In Laurie Halse Anderson's novel Chains, how can one understand the following quote: "The beast has grown too large ... If it breaks free of its chains, we are all in danger. We need to cut off its head"?
It seems the beast is referring to Washington, but who is the head?
1 Answer | Add Yours
In Chapter XIV of Laurie Halse Anderson's Chains, Master Lockton is in the back room of the house with Goldbuttons and the mayor discussing the rising rebellion of the colonists against the king of England. More specifically, as Tories, supporters of the king, they are trying to settle on a plan of action to bring the rebellion to a halt. Goldbuttons has informed them that Congress in Philadelphia is "close to declaring independence," and even the mayor reports that whispers of a revolution can be heard "as far away as Georgia" (88, 89). It's during this conversation that the mayor exclaims the quote in question:
The beast has grown too large ... If it breaks free of its chains, we are all in danger. We need to cut off its head. (89)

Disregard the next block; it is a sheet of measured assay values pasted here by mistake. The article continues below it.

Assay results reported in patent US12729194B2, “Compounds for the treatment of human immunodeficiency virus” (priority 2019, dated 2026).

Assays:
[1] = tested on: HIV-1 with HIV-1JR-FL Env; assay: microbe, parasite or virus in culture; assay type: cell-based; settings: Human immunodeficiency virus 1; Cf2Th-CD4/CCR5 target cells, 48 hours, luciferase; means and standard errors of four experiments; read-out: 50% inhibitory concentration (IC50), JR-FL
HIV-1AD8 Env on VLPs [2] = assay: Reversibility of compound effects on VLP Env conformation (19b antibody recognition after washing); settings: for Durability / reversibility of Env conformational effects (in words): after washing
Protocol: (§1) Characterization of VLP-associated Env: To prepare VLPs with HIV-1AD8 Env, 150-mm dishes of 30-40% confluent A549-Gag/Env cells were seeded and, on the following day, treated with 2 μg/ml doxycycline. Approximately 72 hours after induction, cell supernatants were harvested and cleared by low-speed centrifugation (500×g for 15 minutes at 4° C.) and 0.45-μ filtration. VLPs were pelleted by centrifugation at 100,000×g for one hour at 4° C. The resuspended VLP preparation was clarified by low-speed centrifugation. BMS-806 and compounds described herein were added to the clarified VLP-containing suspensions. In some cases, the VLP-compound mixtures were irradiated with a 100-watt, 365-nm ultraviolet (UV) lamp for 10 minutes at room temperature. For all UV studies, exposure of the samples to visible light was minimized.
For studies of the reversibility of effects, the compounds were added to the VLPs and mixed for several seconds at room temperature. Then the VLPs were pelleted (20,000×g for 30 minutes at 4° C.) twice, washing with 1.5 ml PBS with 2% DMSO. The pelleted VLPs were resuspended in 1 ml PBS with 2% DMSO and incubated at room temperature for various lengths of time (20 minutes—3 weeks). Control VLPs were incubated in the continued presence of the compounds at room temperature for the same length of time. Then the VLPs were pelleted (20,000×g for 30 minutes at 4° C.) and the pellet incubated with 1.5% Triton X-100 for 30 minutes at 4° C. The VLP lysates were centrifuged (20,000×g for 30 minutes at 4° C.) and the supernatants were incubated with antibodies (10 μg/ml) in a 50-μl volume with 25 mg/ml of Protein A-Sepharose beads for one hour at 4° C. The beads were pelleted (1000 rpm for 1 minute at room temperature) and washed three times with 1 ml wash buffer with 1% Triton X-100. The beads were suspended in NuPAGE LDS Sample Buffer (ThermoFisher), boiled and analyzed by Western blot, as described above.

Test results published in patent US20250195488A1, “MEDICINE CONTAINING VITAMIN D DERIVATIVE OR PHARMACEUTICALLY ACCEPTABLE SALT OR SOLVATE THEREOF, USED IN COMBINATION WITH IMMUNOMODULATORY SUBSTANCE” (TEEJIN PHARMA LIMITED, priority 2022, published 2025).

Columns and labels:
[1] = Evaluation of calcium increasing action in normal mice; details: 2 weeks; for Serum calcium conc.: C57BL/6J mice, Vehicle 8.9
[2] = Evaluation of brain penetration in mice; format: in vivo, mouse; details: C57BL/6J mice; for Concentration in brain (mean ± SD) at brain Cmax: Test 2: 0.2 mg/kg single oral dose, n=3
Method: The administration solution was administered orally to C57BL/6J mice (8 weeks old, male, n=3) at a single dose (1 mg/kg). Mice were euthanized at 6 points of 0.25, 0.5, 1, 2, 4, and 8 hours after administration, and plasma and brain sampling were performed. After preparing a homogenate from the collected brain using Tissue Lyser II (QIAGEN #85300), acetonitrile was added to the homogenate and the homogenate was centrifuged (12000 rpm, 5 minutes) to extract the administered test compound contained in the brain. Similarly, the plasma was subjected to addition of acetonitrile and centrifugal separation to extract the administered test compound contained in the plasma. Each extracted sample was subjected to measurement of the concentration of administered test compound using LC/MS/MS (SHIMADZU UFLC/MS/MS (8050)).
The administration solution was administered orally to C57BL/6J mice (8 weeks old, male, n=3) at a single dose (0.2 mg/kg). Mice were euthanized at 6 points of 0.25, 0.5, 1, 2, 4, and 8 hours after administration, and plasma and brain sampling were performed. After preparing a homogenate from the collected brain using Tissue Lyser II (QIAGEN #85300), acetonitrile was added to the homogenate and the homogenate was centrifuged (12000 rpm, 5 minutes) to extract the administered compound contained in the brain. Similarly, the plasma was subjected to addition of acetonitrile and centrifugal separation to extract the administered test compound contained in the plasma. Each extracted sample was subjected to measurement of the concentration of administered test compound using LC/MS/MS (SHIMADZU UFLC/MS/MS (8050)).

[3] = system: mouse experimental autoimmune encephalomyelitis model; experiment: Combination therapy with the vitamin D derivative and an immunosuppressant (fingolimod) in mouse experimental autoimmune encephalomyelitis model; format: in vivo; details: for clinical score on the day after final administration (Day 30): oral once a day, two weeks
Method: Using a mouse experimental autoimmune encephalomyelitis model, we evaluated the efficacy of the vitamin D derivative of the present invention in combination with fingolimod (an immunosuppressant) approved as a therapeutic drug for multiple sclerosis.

Hence, when he speaks of the beast, he is actually referring to Congress in Philadelphia, which is ready to declare independence from England, and all the rest of the rebellious colonists who are getting prepared for a revolutionary war.
Immediately after the mayor speaks of "cutting off [the beast's] head," when asked "how" by Goldbuttons, the mayor immediately replies, "We must kill their commander" (90). The conversation continues as the mayor discusses killing General George Washington. His argument is that plans for the revolutionary war can't possibly continue if the revolutionists no longer have their commander. Hence, when the mayor speaks of "cutting off [the beast's] head," he is referring to General George Washington. The beast is the revolutionaries, while the beast's head, meaning the beast's commander, is General George Washington.
We’ve answered 319,643 questions. We can answer yours, too.Ask a question